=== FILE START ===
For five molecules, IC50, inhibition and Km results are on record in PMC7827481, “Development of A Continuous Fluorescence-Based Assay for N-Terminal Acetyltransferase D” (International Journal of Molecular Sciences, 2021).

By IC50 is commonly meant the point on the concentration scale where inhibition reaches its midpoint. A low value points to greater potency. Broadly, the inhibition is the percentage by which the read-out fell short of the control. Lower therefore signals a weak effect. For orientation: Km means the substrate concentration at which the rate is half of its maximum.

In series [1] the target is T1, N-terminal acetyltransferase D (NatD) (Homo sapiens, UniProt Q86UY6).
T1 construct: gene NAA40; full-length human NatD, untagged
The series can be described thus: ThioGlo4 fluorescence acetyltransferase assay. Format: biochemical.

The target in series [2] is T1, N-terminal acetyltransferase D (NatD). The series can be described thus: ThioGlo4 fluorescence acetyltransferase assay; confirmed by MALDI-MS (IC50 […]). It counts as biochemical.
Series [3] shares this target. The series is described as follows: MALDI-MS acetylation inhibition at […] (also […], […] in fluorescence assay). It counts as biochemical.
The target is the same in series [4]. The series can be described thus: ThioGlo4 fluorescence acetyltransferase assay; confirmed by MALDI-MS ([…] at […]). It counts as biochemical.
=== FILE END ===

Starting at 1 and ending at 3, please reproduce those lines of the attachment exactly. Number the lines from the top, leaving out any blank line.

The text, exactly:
For five molecules, IC50, inhibition and Km results are on record in PMC7827481, “Development of A Continuous Fluorescence-Based Assay for N-Terminal Acetyltransferase D” (International Journal of Molecular Sciences, 2021).

By IC50 is commonly meant the point on the concentration scale where inhibition reaches its midpoint. A low value points to greater potency. Broadly, the inhibition is the percentage by which the read-out fell short of the control. Lower therefore signals a weak effect. For orientation: Km means the substrate concentration at which the rate is half of its maximum.

In series [1] the target is T1, N-terminal acetyltransferase D (NatD) (Homo sapiens, UniProt Q86UY6).